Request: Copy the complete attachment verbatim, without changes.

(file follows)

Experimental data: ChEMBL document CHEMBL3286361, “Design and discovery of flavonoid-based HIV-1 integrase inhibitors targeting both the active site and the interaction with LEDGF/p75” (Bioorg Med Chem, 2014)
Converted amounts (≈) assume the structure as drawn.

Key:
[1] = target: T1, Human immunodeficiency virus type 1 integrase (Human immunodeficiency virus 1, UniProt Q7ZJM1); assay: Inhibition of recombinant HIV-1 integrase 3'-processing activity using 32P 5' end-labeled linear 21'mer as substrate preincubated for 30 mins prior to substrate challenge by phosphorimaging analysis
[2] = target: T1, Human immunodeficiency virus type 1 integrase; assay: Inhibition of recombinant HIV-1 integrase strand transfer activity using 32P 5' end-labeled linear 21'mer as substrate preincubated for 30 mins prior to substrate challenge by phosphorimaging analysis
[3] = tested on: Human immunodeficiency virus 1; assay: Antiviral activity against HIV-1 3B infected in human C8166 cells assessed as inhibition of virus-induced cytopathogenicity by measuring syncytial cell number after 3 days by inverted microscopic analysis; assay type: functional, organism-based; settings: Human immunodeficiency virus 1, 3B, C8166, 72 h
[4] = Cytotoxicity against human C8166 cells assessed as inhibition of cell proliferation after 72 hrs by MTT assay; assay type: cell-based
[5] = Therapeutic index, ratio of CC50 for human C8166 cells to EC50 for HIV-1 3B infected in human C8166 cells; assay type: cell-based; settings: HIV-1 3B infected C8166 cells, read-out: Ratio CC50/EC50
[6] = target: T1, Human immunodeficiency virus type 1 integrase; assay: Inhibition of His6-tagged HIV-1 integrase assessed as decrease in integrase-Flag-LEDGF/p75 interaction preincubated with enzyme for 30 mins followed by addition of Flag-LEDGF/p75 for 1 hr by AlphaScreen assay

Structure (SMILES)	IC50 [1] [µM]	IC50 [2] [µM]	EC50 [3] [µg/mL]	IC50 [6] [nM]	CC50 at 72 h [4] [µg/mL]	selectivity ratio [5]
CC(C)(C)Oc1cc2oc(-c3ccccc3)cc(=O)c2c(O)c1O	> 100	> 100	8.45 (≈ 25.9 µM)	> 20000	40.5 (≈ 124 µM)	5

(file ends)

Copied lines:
Experimental data: ChEMBL document CHEMBL3286361, “Design and discovery of flavonoid-based HIV-1 integrase inhibitors targeting both the active site and the interaction with LEDGF/p75” (Bioorg Med Chem, 2014)
Converted amounts (≈) assume the structure as drawn.

Key:
[1] = target: T1, Human immunodeficiency virus type 1 integrase (Human immunodeficiency virus 1, UniProt Q7ZJM1); assay: Inhibition of recombinant HIV-1 integrase 3'-processing activity using 32P 5' end-labeled linear 21'mer as substrate preincubated for 30 mins prior to substrate challenge by phosphorimaging analysis
[2] = target: T1, Human immunodeficiency virus type 1 integrase; assay: Inhibition of recombinant HIV-1 integrase strand transfer activity using 32P 5' end-labeled linear 21'mer as substrate preincubated for 30 mins prior to substrate challenge by phosphorimaging analysis
[3] = tested on: Human immunodeficiency virus 1; assay: Antiviral activity against HIV-1 3B infected in human C8166 cells assessed as inhibition of virus-induced cytopathogenicity by measuring syncytial cell number after 3 days by inverted microscopic analysis; assay type: functional, organism-based; settings: Human immunodeficiency virus 1, 3B, C8166, 72 h
[4] = Cytotoxicity against human C8166 cells assessed as inhibition of cell proliferation after 72 hrs by MTT assay; assay type: cell-based
[5] = Therapeutic index, ratio of CC50 for human C8166 cells to EC50 for HIV-1 3B infected in human C8166 cells; assay type: cell-based; settings: HIV-1 3B infected C8166 cells, read-out: Ratio CC50/EC50
[6] = target: T1, Human immunodeficiency virus type 1 integrase; assay: Inhibition of His6-tagged HIV-1 integrase assessed as decrease in integrase-Flag-LEDGF/p75 interaction preincubated with enzyme for 30 mins followed by addition of Flag-LEDGF/p75 for 1 hr by AlphaScreen assay

Structure (SMILES)	IC50 [1] [µM]	IC50 [2] [µM]	EC50 [3] [µg/mL]	IC50 [6] [nM]	CC50 at 72 h [4] [µg/mL]	selectivity ratio [5]
CC(C)(C)Oc1cc2oc(-c3ccccc3)cc(=O)c2c(O)c1O	> 100	> 100	8.45 (≈ 25.9 µM)	> 20000	40.5 (≈ 124 µM)	5